Seven months after the Los Angeles Police Department's unfolding Rampart scandal prompted the district attorney's office to reactivate its mandatory review of police shootings, an undercover LAPD vice officer was charged Thursday with shooting an unarmed motorist in the back after a dispute over a traffic ticket.
Officer Ronald Orosco, 30, of the department's 77th Street station, pleaded not guilty to charges of assault with a deadly weapon and firing into an occupied vehicle in connection with the June 14 shooting of 66-year-old Charles Beatty.
If convicted, Orosco faces a possible sentence of 25 years to life in prison, prosecutors said.
According to prosecutors, Orosco and his partner, Gorgonio Medina, were on patrol near the intersection of Central and Florence avenues about 7 p.m. when they pulled Beatty over for allegedly crossing the yellow line in the roadway.
The officers issued Beatty a citation despite his protests, said Deputy Dist. Atty. Hector Guzman.
"There was a heated argument between Mr. Beatty and the officers. He was saying it wasn't a good stop and that he'd see them in court," said Guzman, who, as part of the D.A.'s "rollout" program, was dispatched to the scene immediately after the shooting.
What happened next, according to Guzman and Deputy Dist. Atty. John Gilligan, is in dispute.
Beatty says that after the two officers wrote him a ticket, he thought that he was free to leave, and got in his car and tried to drive away, according to law enforcement sources.
But he said the officers tried to stop him, the sources said. When he saw Orosco reach for his gun, he became frightened and tried to flee.
At that point, Orosco opened fire.
He shot four times, striking Beatty once in the back.
Officer Medina, who never fired his weapon, said Beatty was so angered by the citation that he challenged the officers to a fight--a claim the older man denies, Guzman said. But the officer said Beatty "never raised his hand and never moved toward the officers" and that the situation had de-escalated before the man was shot.
Medina, who has not been charged in the shooting, could not be reached for comment.
William J. Hadden, Orosco's defense attorney, declined to comment, saying he was not yet in command of the details of the case.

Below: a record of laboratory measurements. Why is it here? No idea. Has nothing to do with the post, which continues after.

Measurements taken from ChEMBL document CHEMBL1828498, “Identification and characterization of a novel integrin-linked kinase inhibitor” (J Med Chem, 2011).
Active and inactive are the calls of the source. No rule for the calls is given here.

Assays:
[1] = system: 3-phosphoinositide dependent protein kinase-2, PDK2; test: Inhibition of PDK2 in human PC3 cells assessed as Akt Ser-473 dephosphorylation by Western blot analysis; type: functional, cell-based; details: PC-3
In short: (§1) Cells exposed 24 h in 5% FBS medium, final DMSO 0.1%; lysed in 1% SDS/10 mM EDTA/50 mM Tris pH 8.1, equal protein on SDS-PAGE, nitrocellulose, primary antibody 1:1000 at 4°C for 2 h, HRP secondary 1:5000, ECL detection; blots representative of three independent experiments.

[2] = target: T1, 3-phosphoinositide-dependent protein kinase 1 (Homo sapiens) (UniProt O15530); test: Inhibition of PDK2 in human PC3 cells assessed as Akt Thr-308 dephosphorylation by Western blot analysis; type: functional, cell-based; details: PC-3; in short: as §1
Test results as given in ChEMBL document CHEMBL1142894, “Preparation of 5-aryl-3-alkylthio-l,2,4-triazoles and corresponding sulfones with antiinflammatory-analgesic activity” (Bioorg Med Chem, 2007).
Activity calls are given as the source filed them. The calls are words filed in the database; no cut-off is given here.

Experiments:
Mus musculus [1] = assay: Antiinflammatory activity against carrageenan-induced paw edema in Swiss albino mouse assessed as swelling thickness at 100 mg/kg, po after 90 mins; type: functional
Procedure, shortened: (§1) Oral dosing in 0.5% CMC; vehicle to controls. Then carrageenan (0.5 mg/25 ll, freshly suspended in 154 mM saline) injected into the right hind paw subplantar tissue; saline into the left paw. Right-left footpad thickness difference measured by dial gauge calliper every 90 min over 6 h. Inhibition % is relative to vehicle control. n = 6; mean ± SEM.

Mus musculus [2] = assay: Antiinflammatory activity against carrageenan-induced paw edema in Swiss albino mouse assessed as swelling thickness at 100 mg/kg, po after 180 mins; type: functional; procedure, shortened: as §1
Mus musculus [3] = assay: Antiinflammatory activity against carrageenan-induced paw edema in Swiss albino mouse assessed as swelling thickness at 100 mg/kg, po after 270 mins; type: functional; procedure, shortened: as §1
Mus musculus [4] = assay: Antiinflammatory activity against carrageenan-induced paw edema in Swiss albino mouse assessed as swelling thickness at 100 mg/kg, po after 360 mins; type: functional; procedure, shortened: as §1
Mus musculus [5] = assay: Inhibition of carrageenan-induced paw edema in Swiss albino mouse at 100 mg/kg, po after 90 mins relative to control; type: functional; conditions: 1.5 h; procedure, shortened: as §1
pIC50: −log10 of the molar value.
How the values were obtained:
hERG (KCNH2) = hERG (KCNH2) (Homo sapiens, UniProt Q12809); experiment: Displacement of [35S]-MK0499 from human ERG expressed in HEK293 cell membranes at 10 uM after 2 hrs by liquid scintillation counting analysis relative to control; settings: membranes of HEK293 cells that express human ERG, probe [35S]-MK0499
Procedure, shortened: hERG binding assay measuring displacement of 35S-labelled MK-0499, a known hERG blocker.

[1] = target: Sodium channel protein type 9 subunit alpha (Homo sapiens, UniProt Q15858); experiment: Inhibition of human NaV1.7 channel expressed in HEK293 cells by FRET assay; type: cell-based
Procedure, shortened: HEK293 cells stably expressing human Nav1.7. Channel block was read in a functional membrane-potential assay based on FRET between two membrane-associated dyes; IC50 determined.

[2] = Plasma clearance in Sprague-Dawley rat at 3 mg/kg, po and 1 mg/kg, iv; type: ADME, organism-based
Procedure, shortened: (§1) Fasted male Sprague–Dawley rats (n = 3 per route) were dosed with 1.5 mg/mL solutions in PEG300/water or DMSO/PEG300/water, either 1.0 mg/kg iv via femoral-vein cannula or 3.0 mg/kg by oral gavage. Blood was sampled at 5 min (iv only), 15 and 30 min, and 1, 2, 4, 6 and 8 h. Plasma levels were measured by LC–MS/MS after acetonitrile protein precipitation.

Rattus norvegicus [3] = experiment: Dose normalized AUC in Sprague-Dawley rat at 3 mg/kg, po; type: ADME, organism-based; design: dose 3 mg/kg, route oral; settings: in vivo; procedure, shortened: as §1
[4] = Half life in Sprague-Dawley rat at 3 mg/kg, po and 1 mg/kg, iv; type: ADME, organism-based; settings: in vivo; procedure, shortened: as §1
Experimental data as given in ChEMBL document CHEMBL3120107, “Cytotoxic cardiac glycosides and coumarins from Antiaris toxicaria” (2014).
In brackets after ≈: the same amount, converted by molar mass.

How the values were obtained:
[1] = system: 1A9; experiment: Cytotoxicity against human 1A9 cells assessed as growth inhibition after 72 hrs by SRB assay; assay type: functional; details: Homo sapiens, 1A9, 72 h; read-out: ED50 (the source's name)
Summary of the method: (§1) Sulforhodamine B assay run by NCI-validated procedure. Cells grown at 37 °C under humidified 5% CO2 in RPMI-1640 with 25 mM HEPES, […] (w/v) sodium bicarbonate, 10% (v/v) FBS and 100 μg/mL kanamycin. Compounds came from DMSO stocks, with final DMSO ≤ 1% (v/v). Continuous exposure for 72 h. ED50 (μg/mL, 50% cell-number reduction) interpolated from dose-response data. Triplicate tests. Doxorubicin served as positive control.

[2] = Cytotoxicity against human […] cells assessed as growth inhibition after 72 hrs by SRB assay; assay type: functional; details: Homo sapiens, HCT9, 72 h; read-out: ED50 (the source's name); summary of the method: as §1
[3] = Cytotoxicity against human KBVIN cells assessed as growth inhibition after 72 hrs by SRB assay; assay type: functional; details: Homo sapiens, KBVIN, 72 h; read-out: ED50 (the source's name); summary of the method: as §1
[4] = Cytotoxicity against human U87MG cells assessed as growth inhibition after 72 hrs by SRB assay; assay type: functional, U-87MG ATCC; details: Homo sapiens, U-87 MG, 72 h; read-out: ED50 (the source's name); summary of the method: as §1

Orosco, who surrendered in the courtroom of Superior Court Judge Larry P. Fidler, where an indictment handed up Wednesday was unsealed, was expected to be released from custody Thursday evening on $100,000 bail.
The four-year veteran of the LAPD has been relieved of duty pending the outcome of the case. A pretrial hearing is set for Dec. 4.
"This indictment makes it very clear that we are not going to tolerate criminal misconduct by police officers," said Dist. Atty. Gil Garcetti. "And when there is sufficient evidence, we are going to aggressively prosecute.
" . . . It is disappointing that an officer of the law chose to dishonor the badge."
The indictment by the county Grand Jury alleges that Orosco "willfully, unlawfully and maliciously" fired at Beatty's vehicle.
Orosco is the second Los Angeles police officer facing charges for an on-duty shooting. Officer Nino Durden, a key figure in the department's corruption scandal, is awaiting trial on a charge of attempted murder in connection with the 1996 shooting of a gang member who was then allegedly framed on an accusation of attacking police and sentenced to 23 years in prison.
To have two shooting cases against LAPD officers pending at the same time is rare.
The last on-duty shooting that resulted in charges against an LAPD officer was in 1992, according to the district attorney's office. In that case, Officer Douglas Iversen was charged with murder after he shot a tow-truck driver near the intersection of Florence Avenue and Crenshaw Boulevard. Prosecutors were bitterly divided over whether to charge Iversen in that case, which ultimately was dismissed.
The district attorney's so-called rollout program was started in 1979 to ensure thorough, objective and unbiased investigations of officer-involved shootings throughout the county. The program was eliminated in September 1995 because of budget cutbacks.
Garcetti reactivated the program in February after allegations that LAPD officers had covered up unjustified shootings. The charges against Orosco are the first since the program was reestablished.